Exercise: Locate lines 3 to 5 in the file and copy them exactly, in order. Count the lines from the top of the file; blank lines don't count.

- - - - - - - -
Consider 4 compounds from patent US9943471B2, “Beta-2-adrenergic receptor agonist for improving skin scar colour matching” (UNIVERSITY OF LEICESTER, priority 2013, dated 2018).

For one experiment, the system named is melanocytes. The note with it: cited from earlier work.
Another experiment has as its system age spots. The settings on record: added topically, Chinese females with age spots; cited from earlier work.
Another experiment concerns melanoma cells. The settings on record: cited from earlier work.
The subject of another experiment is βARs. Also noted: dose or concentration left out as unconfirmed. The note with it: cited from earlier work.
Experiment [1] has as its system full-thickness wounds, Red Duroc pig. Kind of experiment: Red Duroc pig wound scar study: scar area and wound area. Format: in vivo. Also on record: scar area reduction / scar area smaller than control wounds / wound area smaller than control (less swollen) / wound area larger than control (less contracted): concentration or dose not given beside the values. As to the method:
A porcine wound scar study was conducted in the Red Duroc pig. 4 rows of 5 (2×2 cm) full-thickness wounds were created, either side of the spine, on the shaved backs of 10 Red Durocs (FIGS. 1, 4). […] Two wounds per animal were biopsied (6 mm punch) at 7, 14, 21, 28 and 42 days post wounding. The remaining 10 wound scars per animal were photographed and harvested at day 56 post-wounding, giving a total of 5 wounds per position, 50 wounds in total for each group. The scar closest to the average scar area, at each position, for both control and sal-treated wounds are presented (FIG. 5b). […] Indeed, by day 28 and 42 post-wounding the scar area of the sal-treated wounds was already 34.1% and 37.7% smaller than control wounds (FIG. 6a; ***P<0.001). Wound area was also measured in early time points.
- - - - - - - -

Another experiment has as its system age spots. The settings on record: added topically, Chinese females with age spots; cited from earlier work.
Another experiment concerns melanoma cells. The settings on record: cited from earlier work.
The subject of another experiment is βARs. Also noted: dose or concentration left out as unconfirmed. The note with it: cited from earlier work.